Q. What has the power to turn a tranquil grassy amphitheater into a pounding, pulsing epicenter of energy, noise and spirit? Of “Oooaaah, oooaaah!” and “MHC! MHC!”
Mount Holyoke’s loudest tradition of the academic year is all about celebration — and shouting for joy in the company of your class, rain or shine.
What is Convocation all about?
It's about welcoming the new first-year students, cheering on the graduating class and loving on all those in between! It begins with a procession, the faculty lead the way in full regalia. Students dress in their class color, seniors wear their gowns for the first time (without caps and hoods).
Convocation marks the official start to the school year and, as such, includes remarks from the chair or vice-chair of the Board of Trustees, the president of the College, a faculty member, a staff representative and the president of the Student Government Association.
Convocation is about celebrating
As notable as the events on the amphitheater stage may be, the real action arguably unfolds within the stands. Here, Convocation is a visual and sensory delight of the blue, yellow, red and green class colors — and purple for Frances Perkins scholars.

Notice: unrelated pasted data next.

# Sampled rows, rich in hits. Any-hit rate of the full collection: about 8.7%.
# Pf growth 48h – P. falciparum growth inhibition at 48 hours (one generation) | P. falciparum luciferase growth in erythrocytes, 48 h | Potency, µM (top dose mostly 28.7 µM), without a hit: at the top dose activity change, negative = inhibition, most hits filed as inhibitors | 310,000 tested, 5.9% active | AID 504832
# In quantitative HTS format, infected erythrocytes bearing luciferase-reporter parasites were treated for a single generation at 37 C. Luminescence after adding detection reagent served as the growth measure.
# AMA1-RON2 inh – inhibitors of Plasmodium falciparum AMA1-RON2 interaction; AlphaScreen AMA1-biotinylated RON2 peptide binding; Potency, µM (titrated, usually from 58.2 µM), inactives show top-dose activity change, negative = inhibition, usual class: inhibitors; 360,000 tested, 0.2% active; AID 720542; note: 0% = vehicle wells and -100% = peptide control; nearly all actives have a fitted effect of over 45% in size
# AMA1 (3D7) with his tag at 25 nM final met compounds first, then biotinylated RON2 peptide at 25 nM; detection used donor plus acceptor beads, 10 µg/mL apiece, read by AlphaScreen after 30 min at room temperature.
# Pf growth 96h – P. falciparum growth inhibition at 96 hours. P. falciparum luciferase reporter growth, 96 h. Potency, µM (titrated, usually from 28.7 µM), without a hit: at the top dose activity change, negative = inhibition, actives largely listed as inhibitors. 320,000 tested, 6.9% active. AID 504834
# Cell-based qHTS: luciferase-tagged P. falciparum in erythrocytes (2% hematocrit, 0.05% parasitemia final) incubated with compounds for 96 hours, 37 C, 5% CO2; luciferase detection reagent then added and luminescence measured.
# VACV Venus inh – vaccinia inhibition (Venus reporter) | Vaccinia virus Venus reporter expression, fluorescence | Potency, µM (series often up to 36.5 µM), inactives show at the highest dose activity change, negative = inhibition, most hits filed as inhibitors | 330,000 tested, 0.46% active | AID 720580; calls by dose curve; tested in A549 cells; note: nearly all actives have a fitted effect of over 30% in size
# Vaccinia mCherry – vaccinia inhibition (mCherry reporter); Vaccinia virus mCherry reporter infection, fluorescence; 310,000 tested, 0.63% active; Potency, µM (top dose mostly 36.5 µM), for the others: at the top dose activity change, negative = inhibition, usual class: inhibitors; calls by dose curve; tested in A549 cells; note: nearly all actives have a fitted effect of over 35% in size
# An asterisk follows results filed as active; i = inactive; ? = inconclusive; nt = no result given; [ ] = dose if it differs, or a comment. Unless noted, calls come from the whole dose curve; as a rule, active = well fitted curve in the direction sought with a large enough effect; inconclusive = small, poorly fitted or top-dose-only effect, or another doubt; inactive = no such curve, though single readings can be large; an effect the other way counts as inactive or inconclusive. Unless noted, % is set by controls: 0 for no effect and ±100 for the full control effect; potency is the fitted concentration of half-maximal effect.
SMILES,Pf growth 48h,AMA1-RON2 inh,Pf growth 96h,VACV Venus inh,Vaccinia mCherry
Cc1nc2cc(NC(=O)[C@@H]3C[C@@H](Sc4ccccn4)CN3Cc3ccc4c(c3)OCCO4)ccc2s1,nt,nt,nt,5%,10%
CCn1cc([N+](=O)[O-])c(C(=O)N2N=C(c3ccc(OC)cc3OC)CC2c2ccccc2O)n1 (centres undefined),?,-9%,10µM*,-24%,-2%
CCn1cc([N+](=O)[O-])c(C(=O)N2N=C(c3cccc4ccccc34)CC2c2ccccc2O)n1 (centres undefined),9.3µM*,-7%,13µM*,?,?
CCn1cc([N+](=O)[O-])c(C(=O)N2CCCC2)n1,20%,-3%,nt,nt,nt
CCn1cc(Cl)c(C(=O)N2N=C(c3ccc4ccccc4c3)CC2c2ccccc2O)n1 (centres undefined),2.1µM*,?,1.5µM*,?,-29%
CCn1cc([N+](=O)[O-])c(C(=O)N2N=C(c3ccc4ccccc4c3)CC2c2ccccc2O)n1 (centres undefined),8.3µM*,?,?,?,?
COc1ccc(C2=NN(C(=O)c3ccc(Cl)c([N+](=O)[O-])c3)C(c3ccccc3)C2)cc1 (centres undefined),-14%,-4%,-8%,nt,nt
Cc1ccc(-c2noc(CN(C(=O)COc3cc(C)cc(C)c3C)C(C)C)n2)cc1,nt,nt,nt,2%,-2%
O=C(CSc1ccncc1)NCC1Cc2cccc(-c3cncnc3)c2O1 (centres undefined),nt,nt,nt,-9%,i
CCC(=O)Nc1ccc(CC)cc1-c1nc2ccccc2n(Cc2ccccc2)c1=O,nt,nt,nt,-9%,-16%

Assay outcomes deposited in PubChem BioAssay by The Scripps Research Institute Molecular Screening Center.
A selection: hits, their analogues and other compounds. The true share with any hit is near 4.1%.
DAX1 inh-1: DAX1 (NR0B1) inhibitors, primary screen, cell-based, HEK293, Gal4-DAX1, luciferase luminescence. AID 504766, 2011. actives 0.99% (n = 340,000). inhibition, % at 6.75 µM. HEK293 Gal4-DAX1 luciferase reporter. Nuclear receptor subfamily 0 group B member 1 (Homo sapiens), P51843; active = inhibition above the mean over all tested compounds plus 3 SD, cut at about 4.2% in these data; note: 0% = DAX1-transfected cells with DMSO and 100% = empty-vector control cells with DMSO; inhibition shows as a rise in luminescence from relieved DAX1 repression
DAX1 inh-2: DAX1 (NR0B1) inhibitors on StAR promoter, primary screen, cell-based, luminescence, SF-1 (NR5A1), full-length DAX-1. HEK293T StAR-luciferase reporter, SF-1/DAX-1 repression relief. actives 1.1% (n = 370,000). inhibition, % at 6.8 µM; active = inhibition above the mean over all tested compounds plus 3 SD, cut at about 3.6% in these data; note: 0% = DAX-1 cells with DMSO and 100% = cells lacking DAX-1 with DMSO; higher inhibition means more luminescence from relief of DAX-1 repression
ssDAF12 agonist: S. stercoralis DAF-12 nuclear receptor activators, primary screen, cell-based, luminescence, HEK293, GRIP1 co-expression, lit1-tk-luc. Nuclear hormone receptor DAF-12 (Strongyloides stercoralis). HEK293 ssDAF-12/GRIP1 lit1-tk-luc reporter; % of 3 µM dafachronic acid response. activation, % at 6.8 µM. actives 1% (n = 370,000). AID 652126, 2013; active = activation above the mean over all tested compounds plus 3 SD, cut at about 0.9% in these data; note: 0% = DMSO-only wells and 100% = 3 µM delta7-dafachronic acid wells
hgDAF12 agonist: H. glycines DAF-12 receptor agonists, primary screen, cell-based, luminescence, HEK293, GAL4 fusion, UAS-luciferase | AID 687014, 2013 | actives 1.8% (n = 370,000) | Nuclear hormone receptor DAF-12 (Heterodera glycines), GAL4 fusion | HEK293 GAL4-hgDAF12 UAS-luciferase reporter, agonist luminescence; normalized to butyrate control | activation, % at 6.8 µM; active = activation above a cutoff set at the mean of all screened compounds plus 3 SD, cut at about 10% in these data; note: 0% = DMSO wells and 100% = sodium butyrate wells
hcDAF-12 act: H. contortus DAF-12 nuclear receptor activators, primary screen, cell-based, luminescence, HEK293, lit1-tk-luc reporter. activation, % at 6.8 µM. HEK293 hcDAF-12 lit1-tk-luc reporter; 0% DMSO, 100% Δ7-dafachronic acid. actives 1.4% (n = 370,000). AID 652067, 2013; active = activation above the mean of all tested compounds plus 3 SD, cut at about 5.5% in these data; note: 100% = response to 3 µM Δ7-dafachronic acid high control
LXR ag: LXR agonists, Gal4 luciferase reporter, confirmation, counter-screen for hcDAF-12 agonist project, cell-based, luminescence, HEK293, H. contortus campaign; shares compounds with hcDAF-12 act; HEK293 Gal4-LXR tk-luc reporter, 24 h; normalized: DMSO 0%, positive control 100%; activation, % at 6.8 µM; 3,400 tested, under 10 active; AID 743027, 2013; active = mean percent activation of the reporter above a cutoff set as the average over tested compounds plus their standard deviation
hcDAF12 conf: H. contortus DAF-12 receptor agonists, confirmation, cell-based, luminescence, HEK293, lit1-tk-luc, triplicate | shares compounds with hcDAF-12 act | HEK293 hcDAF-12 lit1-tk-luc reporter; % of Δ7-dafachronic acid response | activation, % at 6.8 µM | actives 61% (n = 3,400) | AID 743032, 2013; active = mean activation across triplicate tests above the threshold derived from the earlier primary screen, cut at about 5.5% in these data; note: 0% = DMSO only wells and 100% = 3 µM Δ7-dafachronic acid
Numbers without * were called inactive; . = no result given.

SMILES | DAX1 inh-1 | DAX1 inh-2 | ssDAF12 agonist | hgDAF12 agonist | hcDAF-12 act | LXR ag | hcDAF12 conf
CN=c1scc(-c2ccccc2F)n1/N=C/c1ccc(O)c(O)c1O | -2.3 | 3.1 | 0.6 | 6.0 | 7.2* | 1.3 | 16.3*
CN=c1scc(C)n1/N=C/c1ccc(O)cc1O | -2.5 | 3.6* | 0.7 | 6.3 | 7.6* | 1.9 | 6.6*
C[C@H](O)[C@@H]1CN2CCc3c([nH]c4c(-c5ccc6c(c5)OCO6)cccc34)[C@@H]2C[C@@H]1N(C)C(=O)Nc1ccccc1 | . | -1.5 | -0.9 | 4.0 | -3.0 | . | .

Throngs of students come laden with balloons, boas, beads, flowers, capes, gowns, body paint, pompoms, glitter, bubbles, Silly String, tiaras, luau skirts, blow-up friends (kangaroo, dinosaur, pizza slice, etc.), hats, wigs, signs and shades.
Convocation is about spirit
To be surrounded by a throng of utterly fearless and unequivocally spirited students? It’s exciting. It’s intense. It’s unexpected. It’s surreal. And you won’t want it to stop. (Until it gets too hot and you are ready to get your picnic on at Skinner Green.)
It’s also the perfect introduction to life at a women’s college. Yes, we do things a little differently here. Since 1837, when our College was founded by a visionary woman in a bonnet, we have believed that women could and should do great things. But thoughts of “What will this be like?” and “This is kind of different,” are soon replaced by “This place is amazing!” and “These people inspire me!” Convocation helps kick this transformation into high gear.
Convocation is about community
Convocation, like the College itself, has transformed over the years. What began in 1931 as a “special service” — a buttoned-up affair in the Abbey Chapel featuring an address by the president and the announcement of student awards — has evolved into a rousing bookend to Commencement. This highly anticipated tradition both ushers in the new academic year and brings the classes, faculty and staff together.